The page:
So, I decided. I had planned to be nomadding for 6-8 years and 2020 was year 6 (and it’s now year 7), and I like Cuenca, so I’m staying for a while until the world is past all of this and travel is easier again. I started Spanish immersion classes, and they went pretty well until they ended in December. (My Spanish is still pretty minimal, but I’ve had some small wins in talking to people. I need to knuckle down and study harder though. I’m not a fan of the language — it’s not super rational, and the exceptions are the rule — but if I’m going to live here, I gotta. To show respect, if for no other reason.) I applied for and got a temporary residence visa, as of January, good for 21 months — at which point I can apply for a permanent one. And then I started house hunting, with the idea of moving my stuff down here, living here for 7-8 years, and then possibly moving back to the U.S.. I don’t currently see staying here forever, but ask me again in 7 years. And in a couple of years, I’ll go on trips to visit New Zealand and Estonia and Berlin, but Cuenca will be my base of operations.
I could tell a fairly detailed story of my house-hunting, but I have bigger fish to fry so I’m going to gloss over that. The short form was that most houses *in* Cuenca are like houses in any city — wedged between other houses without a lot of yard or view. (Crazy cheap, mind you. Want a 4 bedroom home for $100K, or for monthly rent of $350-400? This is your place.) I stuck to houses outside of the city, and there were a couple of very promising ones, but the highways passing through their respective valleys, even when fairly distant, sent car noises far across the landscape — usually not loud, but definitely noticeable — and made those houses undesirable to me. I did find a couple of possibilities that didn’t get distant traffic noise, but by then I was realizing that if I lived that far out, I was never going to see another human being in person. Except for twice-a-month visits to the city for groceries, and those would end up being get-in-get-out trips and I’d still rarely see anyone. Lords know I’m a hermit, but I’m a hermit who still likes to know that people are around. I like having a favorite coffee shop, and a place I like to go for lunch once or twice a week, and people to see on the street as I walk around.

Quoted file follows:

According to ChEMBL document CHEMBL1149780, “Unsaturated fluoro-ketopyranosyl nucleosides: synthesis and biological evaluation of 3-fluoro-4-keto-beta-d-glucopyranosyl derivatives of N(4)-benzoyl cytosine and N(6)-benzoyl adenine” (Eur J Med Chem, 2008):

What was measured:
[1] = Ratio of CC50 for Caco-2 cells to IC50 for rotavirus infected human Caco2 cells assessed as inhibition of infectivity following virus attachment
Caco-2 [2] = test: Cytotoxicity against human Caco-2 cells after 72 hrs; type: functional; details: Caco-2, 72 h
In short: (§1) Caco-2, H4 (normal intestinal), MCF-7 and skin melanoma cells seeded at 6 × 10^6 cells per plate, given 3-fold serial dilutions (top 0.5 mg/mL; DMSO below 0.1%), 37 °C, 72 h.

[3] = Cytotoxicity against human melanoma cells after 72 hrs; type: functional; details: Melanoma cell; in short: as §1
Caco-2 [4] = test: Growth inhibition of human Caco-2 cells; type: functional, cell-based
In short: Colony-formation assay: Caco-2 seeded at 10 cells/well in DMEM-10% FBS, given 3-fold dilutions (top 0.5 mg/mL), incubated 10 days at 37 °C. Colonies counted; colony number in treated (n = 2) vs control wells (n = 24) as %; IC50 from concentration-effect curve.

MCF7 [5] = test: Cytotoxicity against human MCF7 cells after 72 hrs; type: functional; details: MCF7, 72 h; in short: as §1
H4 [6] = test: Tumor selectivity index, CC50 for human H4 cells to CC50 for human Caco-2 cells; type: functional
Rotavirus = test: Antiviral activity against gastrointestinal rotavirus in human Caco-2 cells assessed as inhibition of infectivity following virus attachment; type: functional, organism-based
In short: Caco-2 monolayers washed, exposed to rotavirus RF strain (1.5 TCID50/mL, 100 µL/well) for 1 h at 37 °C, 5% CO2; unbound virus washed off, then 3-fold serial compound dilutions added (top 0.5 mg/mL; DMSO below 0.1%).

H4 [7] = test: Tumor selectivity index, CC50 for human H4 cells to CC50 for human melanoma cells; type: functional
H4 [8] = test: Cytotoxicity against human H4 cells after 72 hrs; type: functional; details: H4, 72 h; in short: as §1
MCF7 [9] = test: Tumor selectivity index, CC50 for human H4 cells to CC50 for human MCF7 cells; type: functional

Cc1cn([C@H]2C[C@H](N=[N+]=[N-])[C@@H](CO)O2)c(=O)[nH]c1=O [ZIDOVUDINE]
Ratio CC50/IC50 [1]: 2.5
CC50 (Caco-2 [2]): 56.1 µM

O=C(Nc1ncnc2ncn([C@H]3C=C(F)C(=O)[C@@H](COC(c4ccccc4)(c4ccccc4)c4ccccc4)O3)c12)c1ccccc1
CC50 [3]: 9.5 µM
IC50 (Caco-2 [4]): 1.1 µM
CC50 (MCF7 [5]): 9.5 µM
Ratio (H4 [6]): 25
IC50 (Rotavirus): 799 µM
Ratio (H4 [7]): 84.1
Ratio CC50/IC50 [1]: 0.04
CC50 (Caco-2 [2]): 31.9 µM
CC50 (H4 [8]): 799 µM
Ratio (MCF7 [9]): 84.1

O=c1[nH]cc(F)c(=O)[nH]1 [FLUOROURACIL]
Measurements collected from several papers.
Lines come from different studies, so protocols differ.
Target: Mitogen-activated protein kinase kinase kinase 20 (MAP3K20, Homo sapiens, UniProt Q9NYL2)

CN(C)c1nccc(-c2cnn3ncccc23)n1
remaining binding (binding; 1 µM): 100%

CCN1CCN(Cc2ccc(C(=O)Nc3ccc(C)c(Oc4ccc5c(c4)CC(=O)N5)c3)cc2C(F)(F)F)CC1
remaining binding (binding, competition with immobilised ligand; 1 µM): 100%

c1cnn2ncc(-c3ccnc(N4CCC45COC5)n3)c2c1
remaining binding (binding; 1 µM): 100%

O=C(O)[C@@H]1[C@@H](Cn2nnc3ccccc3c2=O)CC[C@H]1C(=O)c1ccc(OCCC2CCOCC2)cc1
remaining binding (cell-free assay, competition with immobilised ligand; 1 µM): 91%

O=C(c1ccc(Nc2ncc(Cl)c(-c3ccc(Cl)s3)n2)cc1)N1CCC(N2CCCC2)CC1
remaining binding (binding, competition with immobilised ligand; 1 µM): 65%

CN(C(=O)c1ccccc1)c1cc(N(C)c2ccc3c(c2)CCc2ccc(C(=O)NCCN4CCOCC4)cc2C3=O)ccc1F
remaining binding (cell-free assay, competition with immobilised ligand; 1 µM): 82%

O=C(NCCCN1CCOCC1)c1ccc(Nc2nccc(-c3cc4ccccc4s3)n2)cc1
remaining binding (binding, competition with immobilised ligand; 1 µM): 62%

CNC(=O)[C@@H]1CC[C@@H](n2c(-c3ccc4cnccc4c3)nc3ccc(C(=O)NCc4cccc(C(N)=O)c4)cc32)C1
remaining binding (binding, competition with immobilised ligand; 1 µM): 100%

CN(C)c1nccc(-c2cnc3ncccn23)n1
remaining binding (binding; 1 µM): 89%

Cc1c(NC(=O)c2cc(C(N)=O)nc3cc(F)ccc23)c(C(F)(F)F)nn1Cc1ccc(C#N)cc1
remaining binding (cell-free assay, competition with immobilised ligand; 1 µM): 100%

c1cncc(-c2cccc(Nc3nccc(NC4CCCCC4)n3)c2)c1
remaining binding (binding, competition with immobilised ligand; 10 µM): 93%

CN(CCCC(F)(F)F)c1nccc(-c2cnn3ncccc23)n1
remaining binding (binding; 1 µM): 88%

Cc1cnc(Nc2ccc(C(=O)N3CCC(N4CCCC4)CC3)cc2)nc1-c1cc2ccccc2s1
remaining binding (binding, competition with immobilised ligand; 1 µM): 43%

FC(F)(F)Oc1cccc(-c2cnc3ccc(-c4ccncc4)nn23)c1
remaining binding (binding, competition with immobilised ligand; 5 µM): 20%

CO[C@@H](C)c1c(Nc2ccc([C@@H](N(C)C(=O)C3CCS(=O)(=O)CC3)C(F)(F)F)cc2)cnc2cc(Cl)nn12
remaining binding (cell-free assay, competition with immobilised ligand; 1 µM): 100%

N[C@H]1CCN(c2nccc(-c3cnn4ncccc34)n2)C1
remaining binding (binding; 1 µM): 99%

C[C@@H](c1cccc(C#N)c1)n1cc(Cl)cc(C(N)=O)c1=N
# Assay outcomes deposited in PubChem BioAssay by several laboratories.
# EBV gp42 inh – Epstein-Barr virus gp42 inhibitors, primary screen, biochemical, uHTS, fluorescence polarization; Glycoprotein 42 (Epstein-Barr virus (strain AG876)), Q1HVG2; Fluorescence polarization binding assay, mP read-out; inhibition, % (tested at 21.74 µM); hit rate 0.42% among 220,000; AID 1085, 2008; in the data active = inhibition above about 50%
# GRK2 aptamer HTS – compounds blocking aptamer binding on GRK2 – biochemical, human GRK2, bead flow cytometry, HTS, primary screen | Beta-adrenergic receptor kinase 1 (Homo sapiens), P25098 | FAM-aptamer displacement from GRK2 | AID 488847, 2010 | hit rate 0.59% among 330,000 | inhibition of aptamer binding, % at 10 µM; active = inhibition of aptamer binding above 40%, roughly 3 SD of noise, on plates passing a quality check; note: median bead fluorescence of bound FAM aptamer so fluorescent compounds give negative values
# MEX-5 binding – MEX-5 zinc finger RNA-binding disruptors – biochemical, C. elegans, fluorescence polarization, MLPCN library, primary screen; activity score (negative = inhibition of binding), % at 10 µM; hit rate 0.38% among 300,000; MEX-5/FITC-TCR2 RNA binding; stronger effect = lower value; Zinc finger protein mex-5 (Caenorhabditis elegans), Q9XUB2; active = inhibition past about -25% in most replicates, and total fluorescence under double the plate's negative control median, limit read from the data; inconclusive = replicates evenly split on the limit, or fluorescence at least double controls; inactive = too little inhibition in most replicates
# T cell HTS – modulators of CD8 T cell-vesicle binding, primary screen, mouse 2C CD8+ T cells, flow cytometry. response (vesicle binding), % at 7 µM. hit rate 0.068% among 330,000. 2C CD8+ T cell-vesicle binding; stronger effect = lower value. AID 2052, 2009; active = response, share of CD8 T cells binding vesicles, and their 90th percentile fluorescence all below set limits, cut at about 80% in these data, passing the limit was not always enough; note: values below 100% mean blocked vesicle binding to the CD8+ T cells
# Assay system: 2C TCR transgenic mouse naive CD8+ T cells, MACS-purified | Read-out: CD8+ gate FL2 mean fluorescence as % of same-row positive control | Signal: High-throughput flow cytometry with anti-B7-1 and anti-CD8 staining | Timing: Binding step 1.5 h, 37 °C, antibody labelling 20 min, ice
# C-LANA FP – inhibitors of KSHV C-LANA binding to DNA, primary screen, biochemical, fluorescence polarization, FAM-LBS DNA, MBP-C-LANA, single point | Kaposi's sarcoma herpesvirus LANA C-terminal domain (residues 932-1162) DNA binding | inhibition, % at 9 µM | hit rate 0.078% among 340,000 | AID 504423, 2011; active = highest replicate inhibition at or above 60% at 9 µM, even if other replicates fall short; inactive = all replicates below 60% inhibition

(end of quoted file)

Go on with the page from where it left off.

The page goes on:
So I started looking for condos in the city. Condos in nice, green-ish areas that didn’t get a lot of city traffic noise, and at the penthouse level so there would be no one above me and I’d have a nice view and a sense of space. This turned out to be a bit challenging. Traffic noise carries *amazingly* well, especially upward along hills, and places that are high up and have broad, city-wide views tend to also have line of sight to busy streets. I was determined to have little-to-no traffic noise, and at this point I might have turned down my Santa Monica condo based on the relatively modest noise level of Montana Avenue, which was almost below me.